Sermons

Summary: The Gospel According to Hosea That Vicious Cycle, part 4

  Study Tools
  Study Tools

The Gospel According to Hosea

That Vicious Cycle, part 4

Hosea 4:1-19

David Taylor

We are back in our summer series, The Gospel According to Hosea, looking at God's faithful love for an unfaithful people. Today I want to describe a cycle that our lives follow and that Hosea follows. This is the pattern: God's Grace, Our Disgrace, God's Discipline, and God's Amazing Grace. Our spiritual lives start with God's grace. God finds us and brings us into the family even though we do not deserve it! Then comes our disgrace. Even though God lavishes us with love that we don't deserve, we constantly spit in his face and wander from him. Next is God's discipline. Because the Lord never stops loving us, even when we resist him, he brings circumstances into our lives to induce us to return to him. Last comes God's amazing grace. God cannot wait for us to come back to him and warmly receives us with open arms, no strings attached. That is the cycle or story line of my life and your life.

1. God's Grace (vs. 1)

No one is ever treated as their sins deserve in this life. If we have come to faith in Christ then God ups the ante and we are never treated as our sins deserve, period. We get a permanent get out of jail free card like you get in Monopoly. All that we deserve, God's judgement for our sin, was put on Christ when he died on the cross. That is no small matter. But if you have not come to faith in Christ you will be treated as your sins deserve. You will be judged by God for your sin and experience God's wrath for all eternity. It is inescapable. Do not misinterpret his mercy in your life as leniency on his part. Hosea starts out this section identifying the nation as the children of Israel, reminding them of God's grace in choosing them as his people. God chose Israel out of all the nations of the world, as a display of his love for them in particular. They did not earn it nor did they deserve it; it was shear grace. He chose them, knowing they would be problem children yet he did it anyway. What makes their whoredom so offensive is that it is an affront to God's sovereign, electing love. And that is the same love God has toward his new covenant people, the church, you and me.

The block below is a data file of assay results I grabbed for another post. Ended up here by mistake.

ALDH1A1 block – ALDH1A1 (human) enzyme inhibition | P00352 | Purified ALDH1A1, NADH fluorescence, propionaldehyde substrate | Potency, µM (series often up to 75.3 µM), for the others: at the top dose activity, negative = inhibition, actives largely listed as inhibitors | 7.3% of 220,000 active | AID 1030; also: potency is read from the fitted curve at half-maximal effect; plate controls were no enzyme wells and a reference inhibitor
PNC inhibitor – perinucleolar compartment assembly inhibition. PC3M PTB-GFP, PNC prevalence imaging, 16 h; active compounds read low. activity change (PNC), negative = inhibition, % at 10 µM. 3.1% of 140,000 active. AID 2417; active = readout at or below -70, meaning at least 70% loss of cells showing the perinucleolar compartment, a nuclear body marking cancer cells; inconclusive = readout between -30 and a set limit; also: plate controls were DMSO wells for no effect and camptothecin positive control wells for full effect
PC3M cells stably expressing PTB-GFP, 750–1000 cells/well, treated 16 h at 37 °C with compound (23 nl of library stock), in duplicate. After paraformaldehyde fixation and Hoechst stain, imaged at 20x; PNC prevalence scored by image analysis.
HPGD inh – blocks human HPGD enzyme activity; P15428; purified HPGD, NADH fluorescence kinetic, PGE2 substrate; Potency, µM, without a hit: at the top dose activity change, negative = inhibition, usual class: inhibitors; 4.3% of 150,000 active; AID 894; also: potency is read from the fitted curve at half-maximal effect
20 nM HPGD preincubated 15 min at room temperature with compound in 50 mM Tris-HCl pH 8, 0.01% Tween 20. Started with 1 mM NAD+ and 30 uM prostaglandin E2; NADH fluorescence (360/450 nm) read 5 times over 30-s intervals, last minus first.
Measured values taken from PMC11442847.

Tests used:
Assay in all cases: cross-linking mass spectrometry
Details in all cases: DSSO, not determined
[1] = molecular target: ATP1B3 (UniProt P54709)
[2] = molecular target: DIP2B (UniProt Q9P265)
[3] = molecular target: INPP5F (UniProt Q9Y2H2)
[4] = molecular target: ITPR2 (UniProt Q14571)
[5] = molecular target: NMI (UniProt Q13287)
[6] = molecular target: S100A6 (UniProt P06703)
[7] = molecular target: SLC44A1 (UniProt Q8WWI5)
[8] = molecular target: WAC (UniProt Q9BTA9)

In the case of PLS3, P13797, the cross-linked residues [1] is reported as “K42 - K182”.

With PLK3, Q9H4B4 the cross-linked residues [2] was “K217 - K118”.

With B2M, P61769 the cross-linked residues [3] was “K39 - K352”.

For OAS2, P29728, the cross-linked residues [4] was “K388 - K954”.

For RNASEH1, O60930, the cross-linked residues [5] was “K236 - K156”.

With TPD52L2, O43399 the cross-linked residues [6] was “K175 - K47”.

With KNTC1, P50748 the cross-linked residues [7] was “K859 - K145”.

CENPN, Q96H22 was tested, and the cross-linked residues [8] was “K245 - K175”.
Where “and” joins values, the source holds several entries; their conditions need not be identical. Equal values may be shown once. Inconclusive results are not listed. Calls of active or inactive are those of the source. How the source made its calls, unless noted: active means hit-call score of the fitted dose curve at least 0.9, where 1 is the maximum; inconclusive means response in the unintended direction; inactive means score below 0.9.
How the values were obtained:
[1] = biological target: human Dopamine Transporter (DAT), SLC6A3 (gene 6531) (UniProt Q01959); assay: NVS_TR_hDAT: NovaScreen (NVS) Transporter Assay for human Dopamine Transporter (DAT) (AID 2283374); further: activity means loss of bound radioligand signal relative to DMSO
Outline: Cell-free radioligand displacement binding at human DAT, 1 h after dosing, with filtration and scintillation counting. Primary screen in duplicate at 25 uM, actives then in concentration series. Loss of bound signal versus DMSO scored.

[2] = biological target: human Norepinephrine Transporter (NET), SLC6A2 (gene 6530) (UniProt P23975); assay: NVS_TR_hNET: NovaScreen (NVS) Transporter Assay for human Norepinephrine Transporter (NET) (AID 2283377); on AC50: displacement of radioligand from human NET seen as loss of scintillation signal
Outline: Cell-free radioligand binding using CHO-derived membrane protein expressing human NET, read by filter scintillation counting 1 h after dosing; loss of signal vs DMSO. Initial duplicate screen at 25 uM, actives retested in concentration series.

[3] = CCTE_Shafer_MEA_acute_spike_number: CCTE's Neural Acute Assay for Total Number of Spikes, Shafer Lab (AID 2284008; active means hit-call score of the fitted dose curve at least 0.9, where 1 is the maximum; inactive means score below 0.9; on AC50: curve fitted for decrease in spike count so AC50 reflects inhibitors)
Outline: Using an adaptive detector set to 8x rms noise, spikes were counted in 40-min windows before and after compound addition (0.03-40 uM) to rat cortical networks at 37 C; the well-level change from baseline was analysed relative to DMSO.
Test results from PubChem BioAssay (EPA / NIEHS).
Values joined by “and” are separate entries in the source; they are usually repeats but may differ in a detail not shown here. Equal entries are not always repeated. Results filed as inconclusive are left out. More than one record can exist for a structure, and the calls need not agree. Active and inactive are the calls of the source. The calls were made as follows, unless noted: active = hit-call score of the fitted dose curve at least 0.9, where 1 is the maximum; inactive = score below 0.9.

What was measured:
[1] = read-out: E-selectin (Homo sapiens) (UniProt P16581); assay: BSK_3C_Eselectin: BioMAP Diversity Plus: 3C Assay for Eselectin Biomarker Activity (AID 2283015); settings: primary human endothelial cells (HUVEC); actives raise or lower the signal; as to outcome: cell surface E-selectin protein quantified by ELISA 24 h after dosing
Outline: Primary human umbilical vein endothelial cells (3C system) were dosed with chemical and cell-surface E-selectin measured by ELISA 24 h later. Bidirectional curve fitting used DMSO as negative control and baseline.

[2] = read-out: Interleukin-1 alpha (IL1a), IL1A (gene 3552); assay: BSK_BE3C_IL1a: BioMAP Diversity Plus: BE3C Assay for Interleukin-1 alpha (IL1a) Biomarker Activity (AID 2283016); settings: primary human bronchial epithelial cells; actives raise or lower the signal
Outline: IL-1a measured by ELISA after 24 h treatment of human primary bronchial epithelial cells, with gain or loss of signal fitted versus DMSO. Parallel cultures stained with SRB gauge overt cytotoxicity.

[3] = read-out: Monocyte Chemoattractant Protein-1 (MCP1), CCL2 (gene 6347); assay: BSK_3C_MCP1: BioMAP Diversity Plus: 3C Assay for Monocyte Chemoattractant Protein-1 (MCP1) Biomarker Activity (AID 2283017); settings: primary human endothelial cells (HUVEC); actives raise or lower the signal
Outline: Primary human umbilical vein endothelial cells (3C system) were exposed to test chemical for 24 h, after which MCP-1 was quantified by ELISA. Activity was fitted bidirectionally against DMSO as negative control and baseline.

2. Our Disgrace (vs. 1-2; 6; 10)

God accuses Israel of three things: no faithfulness, no steadfast love, and no knowledge of God. No faithfulness, means they are not reliable in fulfilling their part of the covenant, obeying God. Similarly, no steadfast love, is a lack of loyalty to the covenant. And last, no knowledge of God, is a rejecting of God and his authority in their lives. God expected Israel to be faithful to him just as any spouse would expect from their partner. The list of sins in verse two shows that Israel was pursing other lovers; that characterized their history from the beginning to this day.